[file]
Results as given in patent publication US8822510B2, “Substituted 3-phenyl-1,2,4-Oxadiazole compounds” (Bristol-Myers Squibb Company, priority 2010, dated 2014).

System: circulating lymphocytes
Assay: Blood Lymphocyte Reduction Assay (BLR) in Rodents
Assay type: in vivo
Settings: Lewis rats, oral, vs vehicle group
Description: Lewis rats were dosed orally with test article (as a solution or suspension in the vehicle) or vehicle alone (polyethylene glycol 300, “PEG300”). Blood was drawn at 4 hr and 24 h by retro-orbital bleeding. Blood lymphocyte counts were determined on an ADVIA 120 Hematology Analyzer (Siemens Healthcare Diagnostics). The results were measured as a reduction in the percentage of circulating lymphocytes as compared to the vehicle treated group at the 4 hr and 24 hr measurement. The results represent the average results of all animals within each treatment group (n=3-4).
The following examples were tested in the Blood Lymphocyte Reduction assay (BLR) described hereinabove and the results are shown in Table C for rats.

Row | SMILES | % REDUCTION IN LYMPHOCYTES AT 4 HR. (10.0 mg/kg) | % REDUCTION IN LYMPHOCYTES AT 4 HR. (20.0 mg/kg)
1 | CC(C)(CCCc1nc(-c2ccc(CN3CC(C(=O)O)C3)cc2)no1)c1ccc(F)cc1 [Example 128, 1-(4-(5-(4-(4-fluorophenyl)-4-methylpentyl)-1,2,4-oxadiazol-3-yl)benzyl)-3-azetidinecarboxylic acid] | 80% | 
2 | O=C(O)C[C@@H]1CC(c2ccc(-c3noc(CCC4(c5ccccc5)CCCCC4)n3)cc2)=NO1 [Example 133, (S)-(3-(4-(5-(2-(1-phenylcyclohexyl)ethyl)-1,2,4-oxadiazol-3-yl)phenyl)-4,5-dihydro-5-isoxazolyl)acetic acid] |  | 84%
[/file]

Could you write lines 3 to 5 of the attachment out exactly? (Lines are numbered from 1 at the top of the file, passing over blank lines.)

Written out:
Assay: Blood Lymphocyte Reduction Assay (BLR) in Rodents
Assay type: in vivo
Settings: Lewis rats, oral, vs vehicle group